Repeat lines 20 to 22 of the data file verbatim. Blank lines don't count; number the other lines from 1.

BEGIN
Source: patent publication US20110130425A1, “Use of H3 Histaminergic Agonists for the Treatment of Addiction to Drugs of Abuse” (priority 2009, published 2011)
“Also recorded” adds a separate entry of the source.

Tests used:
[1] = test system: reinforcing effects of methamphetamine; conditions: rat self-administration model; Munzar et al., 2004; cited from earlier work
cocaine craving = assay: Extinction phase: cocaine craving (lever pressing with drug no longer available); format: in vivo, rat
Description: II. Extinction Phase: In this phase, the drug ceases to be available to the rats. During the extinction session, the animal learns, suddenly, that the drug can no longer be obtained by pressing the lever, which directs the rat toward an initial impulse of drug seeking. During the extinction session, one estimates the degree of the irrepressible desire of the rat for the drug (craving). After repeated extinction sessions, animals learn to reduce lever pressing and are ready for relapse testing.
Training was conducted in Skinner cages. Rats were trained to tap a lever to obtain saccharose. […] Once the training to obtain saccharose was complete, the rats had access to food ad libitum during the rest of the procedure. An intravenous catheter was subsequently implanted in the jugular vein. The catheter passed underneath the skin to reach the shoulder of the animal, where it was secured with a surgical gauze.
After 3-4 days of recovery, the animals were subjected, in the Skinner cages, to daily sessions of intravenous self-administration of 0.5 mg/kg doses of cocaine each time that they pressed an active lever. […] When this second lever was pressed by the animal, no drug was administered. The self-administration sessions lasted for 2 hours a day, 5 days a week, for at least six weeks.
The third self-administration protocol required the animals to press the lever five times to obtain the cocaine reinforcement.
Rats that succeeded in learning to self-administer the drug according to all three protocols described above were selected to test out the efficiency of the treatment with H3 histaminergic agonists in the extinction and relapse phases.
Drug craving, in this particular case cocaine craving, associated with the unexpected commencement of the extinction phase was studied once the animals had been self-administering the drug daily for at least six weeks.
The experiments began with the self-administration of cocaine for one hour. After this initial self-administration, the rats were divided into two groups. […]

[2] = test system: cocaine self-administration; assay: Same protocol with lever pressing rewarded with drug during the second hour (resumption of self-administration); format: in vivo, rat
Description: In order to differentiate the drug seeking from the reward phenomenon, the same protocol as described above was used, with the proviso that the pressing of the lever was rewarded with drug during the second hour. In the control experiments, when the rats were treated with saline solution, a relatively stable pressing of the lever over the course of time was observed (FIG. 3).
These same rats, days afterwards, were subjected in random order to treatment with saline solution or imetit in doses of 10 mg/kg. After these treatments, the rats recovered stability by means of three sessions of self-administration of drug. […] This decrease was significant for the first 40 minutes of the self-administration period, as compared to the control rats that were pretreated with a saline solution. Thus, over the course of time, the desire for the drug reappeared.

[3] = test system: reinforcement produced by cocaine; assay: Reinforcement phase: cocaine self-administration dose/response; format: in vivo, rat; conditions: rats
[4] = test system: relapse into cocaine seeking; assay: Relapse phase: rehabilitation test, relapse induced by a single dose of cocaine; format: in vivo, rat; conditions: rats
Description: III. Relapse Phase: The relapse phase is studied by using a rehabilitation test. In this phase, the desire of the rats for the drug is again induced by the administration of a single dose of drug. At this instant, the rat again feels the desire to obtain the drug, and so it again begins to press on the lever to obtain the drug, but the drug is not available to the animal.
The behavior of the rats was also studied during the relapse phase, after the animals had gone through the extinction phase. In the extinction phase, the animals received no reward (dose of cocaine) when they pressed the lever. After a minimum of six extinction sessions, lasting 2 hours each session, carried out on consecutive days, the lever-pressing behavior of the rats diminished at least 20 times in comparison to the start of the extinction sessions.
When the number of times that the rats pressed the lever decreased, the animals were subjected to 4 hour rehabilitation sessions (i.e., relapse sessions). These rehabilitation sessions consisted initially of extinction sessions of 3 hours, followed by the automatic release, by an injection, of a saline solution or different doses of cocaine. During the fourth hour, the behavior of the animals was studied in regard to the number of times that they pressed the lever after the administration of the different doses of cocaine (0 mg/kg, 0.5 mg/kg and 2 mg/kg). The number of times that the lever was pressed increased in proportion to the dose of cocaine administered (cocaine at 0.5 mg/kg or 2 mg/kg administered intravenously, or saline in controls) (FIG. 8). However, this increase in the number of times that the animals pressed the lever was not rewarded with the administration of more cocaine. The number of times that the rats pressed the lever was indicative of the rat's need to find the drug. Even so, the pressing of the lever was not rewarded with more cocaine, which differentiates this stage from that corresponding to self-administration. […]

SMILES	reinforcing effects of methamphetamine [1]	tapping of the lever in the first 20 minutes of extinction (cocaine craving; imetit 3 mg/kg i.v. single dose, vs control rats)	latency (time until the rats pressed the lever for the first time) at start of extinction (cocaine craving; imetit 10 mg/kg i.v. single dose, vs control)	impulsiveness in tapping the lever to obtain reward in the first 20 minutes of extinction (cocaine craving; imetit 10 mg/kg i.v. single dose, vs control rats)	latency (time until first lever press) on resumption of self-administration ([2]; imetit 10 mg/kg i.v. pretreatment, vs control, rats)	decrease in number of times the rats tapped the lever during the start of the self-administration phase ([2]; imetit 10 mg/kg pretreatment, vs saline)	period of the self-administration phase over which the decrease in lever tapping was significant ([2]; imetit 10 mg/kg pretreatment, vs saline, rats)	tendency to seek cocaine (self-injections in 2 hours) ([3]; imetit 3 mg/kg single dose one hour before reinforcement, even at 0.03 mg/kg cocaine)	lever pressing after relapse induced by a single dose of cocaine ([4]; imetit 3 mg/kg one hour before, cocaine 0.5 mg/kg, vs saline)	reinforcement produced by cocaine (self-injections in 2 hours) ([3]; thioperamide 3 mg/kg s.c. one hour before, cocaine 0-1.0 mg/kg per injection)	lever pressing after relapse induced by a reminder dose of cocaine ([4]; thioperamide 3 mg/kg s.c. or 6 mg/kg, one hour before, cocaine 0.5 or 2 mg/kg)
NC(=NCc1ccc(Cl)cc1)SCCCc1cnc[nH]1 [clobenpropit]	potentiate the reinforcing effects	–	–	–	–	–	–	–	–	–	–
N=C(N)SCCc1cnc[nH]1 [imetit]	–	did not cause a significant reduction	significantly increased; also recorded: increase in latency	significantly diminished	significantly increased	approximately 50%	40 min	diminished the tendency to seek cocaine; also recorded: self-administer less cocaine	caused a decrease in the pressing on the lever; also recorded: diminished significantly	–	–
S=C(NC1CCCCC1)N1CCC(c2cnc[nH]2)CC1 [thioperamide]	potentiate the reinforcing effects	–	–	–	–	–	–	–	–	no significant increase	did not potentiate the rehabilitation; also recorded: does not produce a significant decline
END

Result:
When the number of times that the rats pressed the lever decreased, the animals were subjected to 4 hour rehabilitation sessions (i.e., relapse sessions). These rehabilitation sessions consisted initially of extinction sessions of 3 hours, followed by the automatic release, by an injection, of a saline solution or different doses of cocaine. During the fourth hour, the behavior of the animals was studied in regard to the number of times that they pressed the lever after the administration of the different doses of cocaine (0 mg/kg, 0.5 mg/kg and 2 mg/kg). The number of times that the lever was pressed increased in proportion to the dose of cocaine administered (cocaine at 0.5 mg/kg or 2 mg/kg administered intravenously, or saline in controls) (FIG. 8). However, this increase in the number of times that the animals pressed the lever was not rewarded with the administration of more cocaine. The number of times that the rats pressed the lever was indicative of the rat's need to find the drug. Even so, the pressing of the lever was not rewarded with more cocaine, which differentiates this stage from that corresponding to self-administration. […]

SMILES	reinforcing effects of methamphetamine [1]	tapping of the lever in the first 20 minutes of extinction (cocaine craving; imetit 3 mg/kg i.v. single dose, vs control rats)	latency (time until the rats pressed the lever for the first time) at start of extinction (cocaine craving; imetit 10 mg/kg i.v. single dose, vs control)	impulsiveness in tapping the lever to obtain reward in the first 20 minutes of extinction (cocaine craving; imetit 10 mg/kg i.v. single dose, vs control rats)	latency (time until first lever press) on resumption of self-administration ([2]; imetit 10 mg/kg i.v. pretreatment, vs control, rats)	decrease in number of times the rats tapped the lever during the start of the self-administration phase ([2]; imetit 10 mg/kg pretreatment, vs saline)	period of the self-administration phase over which the decrease in lever tapping was significant ([2]; imetit 10 mg/kg pretreatment, vs saline, rats)	tendency to seek cocaine (self-injections in 2 hours) ([3]; imetit 3 mg/kg single dose one hour before reinforcement, even at 0.03 mg/kg cocaine)	lever pressing after relapse induced by a single dose of cocaine ([4]; imetit 3 mg/kg one hour before, cocaine 0.5 mg/kg, vs saline)	reinforcement produced by cocaine (self-injections in 2 hours) ([3]; thioperamide 3 mg/kg s.c. one hour before, cocaine 0-1.0 mg/kg per injection)	lever pressing after relapse induced by a reminder dose of cocaine ([4]; thioperamide 3 mg/kg s.c. or 6 mg/kg, one hour before, cocaine 0.5 or 2 mg/kg)
NC(=NCc1ccc(Cl)cc1)SCCCc1cnc[nH]1 [clobenpropit]	potentiate the reinforcing effects	–	–	–	–	–	–	–	–	–	–